Historic Preservation Committee – Councilwoman Knudsen stated that the Historic Preservation Committee continues with their dedication to ensuring the integrity of the CBD.

Ordinance 3066 Subcommittee Councilwoman Knudsen said the members of the subcommittee only had one opportunity to meet so far due to summer vacations. However, they have had an opportunity to thoroughly review the ordinance, and the discussion was very spirited, which has resulted in two new drafts of the ordinance. Another meeting is scheduled for this month

Mr. Rogers commented with respect to the gift ordinance and the Bolger Foundation. The gift was accepted approximately a year ago, by the previous Village Council. Councilwoman Knudsen emphasized that she wanted to review the gift ordinance because the issue was raised, and there was an expression of concern by two members of the Planning Board. However, she also pointed out that no one at the Planning Board was approving or acting affirmatively on that matter, they were only reviewing the proposal for aesthetic appropriateness.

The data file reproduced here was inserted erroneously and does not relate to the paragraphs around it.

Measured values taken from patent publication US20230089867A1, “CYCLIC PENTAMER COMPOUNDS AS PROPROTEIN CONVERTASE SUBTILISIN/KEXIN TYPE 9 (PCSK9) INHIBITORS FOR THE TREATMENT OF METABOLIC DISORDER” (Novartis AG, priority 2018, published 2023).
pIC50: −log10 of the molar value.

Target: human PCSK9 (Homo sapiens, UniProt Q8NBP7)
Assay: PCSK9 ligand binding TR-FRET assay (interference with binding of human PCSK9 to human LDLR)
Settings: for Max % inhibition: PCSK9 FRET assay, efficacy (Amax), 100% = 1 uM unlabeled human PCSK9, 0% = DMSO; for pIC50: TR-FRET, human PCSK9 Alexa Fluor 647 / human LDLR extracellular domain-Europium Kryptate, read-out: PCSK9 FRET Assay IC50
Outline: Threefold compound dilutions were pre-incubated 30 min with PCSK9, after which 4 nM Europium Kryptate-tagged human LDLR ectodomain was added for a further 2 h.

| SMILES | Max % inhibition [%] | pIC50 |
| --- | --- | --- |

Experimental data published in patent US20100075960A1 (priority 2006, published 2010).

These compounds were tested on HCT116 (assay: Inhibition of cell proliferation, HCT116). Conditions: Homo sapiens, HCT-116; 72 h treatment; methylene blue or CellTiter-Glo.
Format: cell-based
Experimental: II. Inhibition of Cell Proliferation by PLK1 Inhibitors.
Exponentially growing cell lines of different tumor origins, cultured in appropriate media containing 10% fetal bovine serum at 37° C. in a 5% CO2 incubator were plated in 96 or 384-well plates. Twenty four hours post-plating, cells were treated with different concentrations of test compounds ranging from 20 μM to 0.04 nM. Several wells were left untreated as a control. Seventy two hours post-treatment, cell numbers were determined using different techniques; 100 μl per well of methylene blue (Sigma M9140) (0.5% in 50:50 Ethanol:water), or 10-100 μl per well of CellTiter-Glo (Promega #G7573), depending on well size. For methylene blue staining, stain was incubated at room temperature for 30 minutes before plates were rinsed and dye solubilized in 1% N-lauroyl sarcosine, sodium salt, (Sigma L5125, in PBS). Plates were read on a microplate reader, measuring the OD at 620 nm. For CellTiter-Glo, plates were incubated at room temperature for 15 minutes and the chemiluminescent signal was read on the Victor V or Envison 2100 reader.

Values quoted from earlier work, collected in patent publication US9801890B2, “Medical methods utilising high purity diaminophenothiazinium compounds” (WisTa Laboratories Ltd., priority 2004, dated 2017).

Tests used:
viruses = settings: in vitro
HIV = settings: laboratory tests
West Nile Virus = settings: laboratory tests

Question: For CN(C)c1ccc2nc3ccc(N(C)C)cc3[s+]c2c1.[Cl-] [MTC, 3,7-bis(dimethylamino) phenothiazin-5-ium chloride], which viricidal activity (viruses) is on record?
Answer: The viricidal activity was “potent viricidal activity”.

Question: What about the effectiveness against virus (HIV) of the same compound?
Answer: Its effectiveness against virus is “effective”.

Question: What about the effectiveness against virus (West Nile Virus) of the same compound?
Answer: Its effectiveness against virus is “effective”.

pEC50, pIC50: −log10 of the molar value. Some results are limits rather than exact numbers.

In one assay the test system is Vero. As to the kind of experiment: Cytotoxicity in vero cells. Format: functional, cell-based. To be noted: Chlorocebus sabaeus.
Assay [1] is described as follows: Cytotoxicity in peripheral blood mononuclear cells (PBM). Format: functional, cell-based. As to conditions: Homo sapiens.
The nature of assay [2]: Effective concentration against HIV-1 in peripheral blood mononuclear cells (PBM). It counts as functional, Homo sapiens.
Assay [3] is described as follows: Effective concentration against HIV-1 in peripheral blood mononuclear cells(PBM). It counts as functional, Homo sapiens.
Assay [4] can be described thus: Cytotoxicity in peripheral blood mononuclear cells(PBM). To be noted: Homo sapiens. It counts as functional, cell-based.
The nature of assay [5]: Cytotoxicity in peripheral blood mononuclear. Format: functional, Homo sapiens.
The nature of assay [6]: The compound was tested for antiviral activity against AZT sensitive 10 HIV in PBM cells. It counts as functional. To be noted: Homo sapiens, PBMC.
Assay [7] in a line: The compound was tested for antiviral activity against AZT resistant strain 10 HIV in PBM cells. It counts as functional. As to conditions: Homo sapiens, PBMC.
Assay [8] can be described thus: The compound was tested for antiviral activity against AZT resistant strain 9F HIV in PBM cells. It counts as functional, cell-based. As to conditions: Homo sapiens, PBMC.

Central Business District Open Forum Councilman Pucciarelli stated that the issue of parking garages was the theme of the August 20th Central Business District Open Forum, which was the second such forum held. Councilman Pucciarelli thanked Councilwoman Hauck for procuring the invitation from the residents of the senior housing at Ridgecrest, which was filled with people attending the forum. The next forum is scheduled for Monday, September 22nd, at 7:30 P.M., and the theme will be to hear from local business owners. It will be held at Roots restaurant, and the panel will consist of business owners who will engage in a discussion about what it is like doing business in the CBD, including opportunities, obstacles, and other such matters. There will also be an open microphone for the public to ask any questions or engage in dialogue.